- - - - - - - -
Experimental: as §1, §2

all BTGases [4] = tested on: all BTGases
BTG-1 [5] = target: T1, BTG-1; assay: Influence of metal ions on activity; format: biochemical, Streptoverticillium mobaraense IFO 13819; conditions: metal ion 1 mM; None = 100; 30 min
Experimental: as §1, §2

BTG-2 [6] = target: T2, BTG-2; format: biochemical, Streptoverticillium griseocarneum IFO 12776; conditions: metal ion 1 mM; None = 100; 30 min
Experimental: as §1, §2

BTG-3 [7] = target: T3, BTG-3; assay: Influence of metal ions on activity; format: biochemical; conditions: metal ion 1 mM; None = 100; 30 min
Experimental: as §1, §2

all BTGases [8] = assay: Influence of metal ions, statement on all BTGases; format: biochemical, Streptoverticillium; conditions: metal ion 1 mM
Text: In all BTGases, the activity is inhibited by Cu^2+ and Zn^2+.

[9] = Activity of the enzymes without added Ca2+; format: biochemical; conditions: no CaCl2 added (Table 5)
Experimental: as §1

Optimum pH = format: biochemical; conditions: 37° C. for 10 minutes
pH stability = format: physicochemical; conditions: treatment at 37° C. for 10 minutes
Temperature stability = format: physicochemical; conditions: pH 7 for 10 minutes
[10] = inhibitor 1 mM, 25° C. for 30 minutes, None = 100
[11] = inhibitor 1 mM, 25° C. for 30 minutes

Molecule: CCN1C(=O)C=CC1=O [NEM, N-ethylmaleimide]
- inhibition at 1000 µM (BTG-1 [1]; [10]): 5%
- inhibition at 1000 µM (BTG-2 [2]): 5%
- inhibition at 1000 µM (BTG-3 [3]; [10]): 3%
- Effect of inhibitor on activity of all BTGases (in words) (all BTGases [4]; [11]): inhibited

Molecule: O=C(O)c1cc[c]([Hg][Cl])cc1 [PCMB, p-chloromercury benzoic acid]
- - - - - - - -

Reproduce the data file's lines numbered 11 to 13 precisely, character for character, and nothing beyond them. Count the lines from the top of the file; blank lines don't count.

[9] = Activity of the enzymes without added Ca2+; format: biochemical; conditions: no CaCl2 added (Table 5)
Experimental: as §1

Optimum pH = format: biochemical; conditions: 37° C. for 10 minutes